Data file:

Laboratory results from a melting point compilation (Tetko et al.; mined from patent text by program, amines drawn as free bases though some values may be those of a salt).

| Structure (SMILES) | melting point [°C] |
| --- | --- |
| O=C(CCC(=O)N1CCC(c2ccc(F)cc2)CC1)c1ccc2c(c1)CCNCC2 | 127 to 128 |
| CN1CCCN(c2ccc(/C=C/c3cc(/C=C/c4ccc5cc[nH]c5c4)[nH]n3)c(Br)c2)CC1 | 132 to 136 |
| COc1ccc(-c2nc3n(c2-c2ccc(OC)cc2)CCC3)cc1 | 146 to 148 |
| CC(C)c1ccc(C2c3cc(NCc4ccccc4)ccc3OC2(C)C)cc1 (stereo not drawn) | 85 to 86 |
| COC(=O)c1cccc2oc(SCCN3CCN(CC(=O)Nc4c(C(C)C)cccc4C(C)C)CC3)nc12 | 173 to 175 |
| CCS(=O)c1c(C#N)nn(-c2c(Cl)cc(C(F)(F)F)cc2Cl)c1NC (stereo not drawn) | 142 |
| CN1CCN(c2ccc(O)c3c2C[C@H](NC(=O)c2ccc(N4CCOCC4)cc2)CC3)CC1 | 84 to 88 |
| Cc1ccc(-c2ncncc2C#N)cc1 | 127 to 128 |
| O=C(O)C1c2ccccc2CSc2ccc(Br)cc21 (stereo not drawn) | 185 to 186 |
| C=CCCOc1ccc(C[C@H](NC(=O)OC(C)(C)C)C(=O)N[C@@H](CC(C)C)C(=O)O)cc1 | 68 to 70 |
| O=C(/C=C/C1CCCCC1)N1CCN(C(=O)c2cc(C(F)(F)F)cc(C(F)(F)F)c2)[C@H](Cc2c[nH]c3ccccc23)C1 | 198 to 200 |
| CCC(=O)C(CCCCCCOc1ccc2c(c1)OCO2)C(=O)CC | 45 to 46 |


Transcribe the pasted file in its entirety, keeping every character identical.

Laboratory results from a melting point compilation (Tetko et al.; mined from patent text by program, amines drawn as free bases though some values may be those of a salt).

| Structure (SMILES) | melting point [°C] |
| --- | --- |
| O=C(CCC(=O)N1CCC(c2ccc(F)cc2)CC1)c1ccc2c(c1)CCNCC2 | 127 to 128 |
| CN1CCCN(c2ccc(/C=C/c3cc(/C=C/c4ccc5cc[nH]c5c4)[nH]n3)c(Br)c2)CC1 | 132 to 136 |
| COc1ccc(-c2nc3n(c2-c2ccc(OC)cc2)CCC3)cc1 | 146 to 148 |
| CC(C)c1ccc(C2c3cc(NCc4ccccc4)ccc3OC2(C)C)cc1 (stereo not drawn) | 85 to 86 |
| COC(=O)c1cccc2oc(SCCN3CCN(CC(=O)Nc4c(C(C)C)cccc4C(C)C)CC3)nc12 | 173 to 175 |
| CCS(=O)c1c(C#N)nn(-c2c(Cl)cc(C(F)(F)F)cc2Cl)c1NC (stereo not drawn) | 142 |
| CN1CCN(c2ccc(O)c3c2C[C@H](NC(=O)c2ccc(N4CCOCC4)cc2)CC3)CC1 | 84 to 88 |
| Cc1ccc(-c2ncncc2C#N)cc1 | 127 to 128 |
| O=C(O)C1c2ccccc2CSc2ccc(Br)cc21 (stereo not drawn) | 185 to 186 |
| C=CCCOc1ccc(C[C@H](NC(=O)OC(C)(C)C)C(=O)N[C@@H](CC(C)C)C(=O)O)cc1 | 68 to 70 |
| O=C(/C=C/C1CCCCC1)N1CCN(C(=O)c2cc(C(F)(F)F)cc(C(F)(F)F)c2)[C@H](Cc2c[nH]c3ccccc23)C1 | 198 to 200 |
| CCC(=O)C(CCCCCCOc1ccc2c(c1)OCO2)C(=O)CC | 45 to 46 |